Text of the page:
extended may be cited. See Turner v. Bank of North America, supra; United
States v. Hudson and Goodwin, 1812, 7 Cranch 32, 33, 3 L.Ed. 259; Den ex
dem. Murray's Lessee v. Hoboken Land and Improvement Co., 1855, 18 How.

272, 280281, 15 L.Ed. 372; Kline v. Burke Construction Co., 1922, 260 U.S.
226, 233234, 43 S.Ct. 79, 82, 83, 67 L.Ed. 226, 24 A.L.R. 1077; Ex parte
Bakelite Corp., 1929, 279 U.S. 438, 449, 49 S.Ct. 411, 412, 413, 73 L.Ed. 789;
Federal Radio Commission v. General Electric Co., 1930, 281 U.S. 464, 469,
50 S.Ct. 389, 390, 391, 74 L.Ed. 969. Over a century and a half of consistent
interpretation of Art. III is well summed up in one sentence from this Court's
opinion in Sheldon v. Sill, 1850, 8 How. 441, 449, 12 L.Ed. 1147:
103 'The Constitution has defined the limits of the judicial power of the United
States, but has not prescribed how much of its shall be exercised by the Circuit
Court; consequently, the statute which does prescribe the limits of their
jurisdiction, cannot be in conflict with the Constitution, unless it confers
powers not enumerated therein.' (Emphasis added.)
104 The cases chiefly relied upon by those who contend that Art. III does not define
the limits of the judicial power are O'Donoghue v. United States, 1933, 289
U.S. 516, 53 S.Ct. 740, 77 L.Ed. 1356, and Williams v. United States, 1933,
289 U.S. 553, 53 S.Ct. 751, 77 L.Ed. 1372, which concerned reductions in
salary of judges of the District Court for the District of Columbia and the Court
of Claims respectively. In these cases, this Court held that Art. III, 1 of the
Constitution forbade reduction of the salary of the former, who was found to be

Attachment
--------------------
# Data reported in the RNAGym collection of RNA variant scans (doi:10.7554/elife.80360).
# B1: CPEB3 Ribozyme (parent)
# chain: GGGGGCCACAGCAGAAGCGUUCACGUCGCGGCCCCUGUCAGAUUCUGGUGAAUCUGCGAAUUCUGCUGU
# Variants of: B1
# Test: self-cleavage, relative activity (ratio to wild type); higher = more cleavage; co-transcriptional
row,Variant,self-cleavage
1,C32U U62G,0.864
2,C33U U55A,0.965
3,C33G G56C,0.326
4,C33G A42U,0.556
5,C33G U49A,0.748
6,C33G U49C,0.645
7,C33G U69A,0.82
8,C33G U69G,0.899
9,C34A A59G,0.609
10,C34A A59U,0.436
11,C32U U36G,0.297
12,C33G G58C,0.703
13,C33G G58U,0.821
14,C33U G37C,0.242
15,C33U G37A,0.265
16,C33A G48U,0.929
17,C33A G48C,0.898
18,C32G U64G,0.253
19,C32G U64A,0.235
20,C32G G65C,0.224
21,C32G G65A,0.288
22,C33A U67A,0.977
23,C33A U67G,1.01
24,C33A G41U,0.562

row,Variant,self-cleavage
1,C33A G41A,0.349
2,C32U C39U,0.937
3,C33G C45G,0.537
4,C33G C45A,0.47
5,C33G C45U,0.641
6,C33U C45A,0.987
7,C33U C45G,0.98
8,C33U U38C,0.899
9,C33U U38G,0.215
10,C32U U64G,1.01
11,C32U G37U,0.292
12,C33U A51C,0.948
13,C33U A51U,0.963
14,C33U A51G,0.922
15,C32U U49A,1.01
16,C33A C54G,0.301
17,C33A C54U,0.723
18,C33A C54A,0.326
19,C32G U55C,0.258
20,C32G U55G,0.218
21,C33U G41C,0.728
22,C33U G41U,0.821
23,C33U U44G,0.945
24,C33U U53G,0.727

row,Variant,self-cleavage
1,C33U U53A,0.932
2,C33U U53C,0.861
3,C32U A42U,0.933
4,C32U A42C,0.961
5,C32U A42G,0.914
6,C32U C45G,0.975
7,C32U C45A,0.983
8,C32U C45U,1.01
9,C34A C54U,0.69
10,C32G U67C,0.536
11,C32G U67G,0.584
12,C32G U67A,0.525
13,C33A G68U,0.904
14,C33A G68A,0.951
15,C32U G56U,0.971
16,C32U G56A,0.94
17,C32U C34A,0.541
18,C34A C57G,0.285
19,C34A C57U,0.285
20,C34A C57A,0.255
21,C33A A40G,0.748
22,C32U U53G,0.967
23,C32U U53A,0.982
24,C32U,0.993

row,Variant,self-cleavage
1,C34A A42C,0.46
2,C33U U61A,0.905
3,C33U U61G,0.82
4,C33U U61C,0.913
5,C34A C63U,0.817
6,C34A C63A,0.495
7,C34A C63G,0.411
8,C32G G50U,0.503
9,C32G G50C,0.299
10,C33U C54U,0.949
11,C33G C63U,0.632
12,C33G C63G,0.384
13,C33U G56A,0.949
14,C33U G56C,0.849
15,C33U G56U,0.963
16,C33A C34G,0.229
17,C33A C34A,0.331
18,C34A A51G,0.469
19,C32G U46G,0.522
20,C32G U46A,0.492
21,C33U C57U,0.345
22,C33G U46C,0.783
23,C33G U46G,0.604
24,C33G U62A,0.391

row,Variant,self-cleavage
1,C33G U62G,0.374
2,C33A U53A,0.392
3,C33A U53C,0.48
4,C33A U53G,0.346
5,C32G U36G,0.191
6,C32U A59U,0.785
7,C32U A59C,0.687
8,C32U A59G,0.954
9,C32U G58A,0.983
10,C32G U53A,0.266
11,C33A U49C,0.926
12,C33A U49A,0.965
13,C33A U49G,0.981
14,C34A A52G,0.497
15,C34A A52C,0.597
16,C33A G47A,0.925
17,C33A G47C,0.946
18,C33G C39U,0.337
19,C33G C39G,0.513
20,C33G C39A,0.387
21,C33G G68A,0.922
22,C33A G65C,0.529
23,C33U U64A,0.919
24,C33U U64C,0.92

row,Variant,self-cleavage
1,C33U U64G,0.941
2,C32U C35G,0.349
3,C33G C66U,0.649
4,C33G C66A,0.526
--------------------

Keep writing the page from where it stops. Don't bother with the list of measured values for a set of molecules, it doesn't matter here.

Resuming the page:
a judge of a 'constitutional' (i.e., an inferior court as used in Arts. I and III)
court, but not of the latter, a judge of a 'legislative' court.
105 Two separate but related points concerning the O'Donoghue case should be
emphasized. The first is that since District of Columbia courts may be given
nonjudicial duties, Butterworth v. United States ex rel. Hoe, 884, 112 U.S. 50, 5
S.Ct. 25, 28 L.Ed. 656; Baldwin Co. v. R. S. Howard Co., 1921, 256 U.S. 35,
41 S.Ct. 405, 65 L.Ed. 816; Keller v. Potomac Electric Power Co., supra,
reliance upon that case to support the Act now under consideration is
incompatible with the position that constitutional courts may only decide 'cases'
and 'controversies' of a judicial nature. The second is that the rationale of the
O'Donoghue case is, by its terms, limited to courts of the District. For the Court
said, 289 U.S. at page 546, 53 S.Ct. at page 748, 77 L.Ed. 1356: 'If, in creating
and defining the jurisdiction of the courts of the District, Congress were limited
to article 3, as it is in dealing with other federal courts, the administrative and
other jurisdiction spoken of could not be conferred upon the former.'
106 In view of this express limitation, the O'Donoghue case lends no support to the
Act now in question. To extend its applicability beyond the courts of the
District is warranted neither by the language nor the reasoning of that case. The
Court in no way diminished the authority of American Insurance Co. v. Canter,